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Be Aware of the Dangers of Glaucoma

To spread the word about the ''sneak thief of sight,'' January is National Glaucoma Awareness Month. Glaucoma is the second leading cause of blindness, responsible for 9%-12% of all cases of complete vision loss in the United States and effecting nearly 70 million people worldwide. Because glaucoma has no early symptoms, research shows that nearly half of those with the disease are not aware of their condition.

Glaucoma is actually a number of ocular diseases that damage the eye's optic nerve, which is responsible for carrying images to the brain. Although anyone can develop glaucoma, there are certain groups that are at higher risk such as African Americans above age 40, anyone over age 60, in particular of Mexican ancestry, and individuals with a family history of glaucoma.

Since blindness due to optic nerve damage is irreversible, vision can only be preserved through early diagnosis. This is difficult however, because symptoms rarely manifest before the optic nerve is damaged, and usually begin with an irreparable loss of peripheral (side) vision.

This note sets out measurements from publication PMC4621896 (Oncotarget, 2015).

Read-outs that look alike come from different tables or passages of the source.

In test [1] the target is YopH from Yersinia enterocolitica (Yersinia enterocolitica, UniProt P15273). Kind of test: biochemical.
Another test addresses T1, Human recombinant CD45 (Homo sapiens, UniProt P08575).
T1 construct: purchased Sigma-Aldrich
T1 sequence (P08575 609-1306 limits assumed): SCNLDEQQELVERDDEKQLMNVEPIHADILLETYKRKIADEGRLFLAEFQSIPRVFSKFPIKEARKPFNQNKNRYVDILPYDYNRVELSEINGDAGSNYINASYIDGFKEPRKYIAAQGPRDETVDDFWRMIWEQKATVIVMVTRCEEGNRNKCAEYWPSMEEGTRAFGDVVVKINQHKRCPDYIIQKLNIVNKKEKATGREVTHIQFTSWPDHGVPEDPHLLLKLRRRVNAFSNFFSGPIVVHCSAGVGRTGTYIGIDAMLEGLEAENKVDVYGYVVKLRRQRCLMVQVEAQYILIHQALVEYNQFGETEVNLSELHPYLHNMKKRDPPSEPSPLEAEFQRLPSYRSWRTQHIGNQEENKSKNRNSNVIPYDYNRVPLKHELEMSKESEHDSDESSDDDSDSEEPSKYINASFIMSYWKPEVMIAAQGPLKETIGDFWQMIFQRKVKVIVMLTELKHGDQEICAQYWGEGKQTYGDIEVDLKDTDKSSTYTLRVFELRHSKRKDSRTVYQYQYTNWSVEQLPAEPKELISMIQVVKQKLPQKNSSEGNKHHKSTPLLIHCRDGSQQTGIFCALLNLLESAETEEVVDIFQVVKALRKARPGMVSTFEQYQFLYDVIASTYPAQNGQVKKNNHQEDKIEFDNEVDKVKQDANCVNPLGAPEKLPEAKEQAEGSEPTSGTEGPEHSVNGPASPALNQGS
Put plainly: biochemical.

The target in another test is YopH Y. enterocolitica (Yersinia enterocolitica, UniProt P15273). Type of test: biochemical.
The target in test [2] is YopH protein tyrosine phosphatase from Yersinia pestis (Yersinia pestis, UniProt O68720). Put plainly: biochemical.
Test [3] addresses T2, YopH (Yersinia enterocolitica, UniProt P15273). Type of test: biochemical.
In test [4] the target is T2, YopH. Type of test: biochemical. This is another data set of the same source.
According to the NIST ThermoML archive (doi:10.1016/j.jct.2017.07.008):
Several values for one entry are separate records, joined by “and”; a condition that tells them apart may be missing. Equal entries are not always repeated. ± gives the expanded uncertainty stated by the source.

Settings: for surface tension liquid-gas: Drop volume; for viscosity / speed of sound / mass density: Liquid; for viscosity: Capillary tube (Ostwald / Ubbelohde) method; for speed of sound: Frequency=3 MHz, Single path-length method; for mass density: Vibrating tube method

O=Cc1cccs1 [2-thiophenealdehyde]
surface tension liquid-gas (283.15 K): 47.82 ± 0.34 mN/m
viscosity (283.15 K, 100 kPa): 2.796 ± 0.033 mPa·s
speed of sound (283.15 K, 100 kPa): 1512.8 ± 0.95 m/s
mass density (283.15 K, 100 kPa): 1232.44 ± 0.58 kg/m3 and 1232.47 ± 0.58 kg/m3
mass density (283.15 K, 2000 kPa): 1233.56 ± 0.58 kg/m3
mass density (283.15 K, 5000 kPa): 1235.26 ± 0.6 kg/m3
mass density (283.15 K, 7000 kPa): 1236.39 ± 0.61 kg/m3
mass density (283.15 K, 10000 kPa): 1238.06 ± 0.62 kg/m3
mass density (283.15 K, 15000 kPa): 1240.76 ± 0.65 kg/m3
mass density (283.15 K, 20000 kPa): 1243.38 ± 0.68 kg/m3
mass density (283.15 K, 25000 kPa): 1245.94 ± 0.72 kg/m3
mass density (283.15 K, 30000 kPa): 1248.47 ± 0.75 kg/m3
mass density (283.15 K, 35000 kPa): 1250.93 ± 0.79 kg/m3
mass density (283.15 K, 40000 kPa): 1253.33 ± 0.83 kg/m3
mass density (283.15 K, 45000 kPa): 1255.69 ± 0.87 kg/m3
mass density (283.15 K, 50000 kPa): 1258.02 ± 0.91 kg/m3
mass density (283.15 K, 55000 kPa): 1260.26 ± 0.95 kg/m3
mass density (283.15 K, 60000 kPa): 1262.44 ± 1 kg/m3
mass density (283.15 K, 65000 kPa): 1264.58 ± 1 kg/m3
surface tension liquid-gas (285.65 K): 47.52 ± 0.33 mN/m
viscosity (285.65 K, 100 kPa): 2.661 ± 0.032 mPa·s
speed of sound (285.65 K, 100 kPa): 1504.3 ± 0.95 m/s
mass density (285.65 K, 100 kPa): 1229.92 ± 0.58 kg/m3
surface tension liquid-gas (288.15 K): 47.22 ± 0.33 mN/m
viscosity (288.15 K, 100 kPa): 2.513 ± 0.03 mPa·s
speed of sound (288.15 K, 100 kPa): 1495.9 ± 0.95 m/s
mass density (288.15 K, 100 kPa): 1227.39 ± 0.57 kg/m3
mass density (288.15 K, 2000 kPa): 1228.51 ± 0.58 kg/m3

Treatment for glaucoma is determined based on the type of glaucoma and the extent of the nerve damage, and may include pressure-reducing eye surgery or medications, often eye drops. While experts are working hard to find a cure, it has not yet been found and therefore proper diagnosis and treatment are vital to prevent vision loss. Because glaucoma is a chronic disease, it is preferable to find an eye care professional experienced in this condition.

According to a recent survey of the National Eye Institute of the NIH, while glaucoma was known to ninety percent of the people they surveyed, a mere eight percent knew that it presents no early warning symptoms. Only a qualified optometrist can identify the early signs of glaucoma, through a thorough glaucoma screening. A yearly glaucoma screening is the most effective way to prevent damage from this silent disease. Don’t delay in scheduling a glaucoma screening before it’s too late.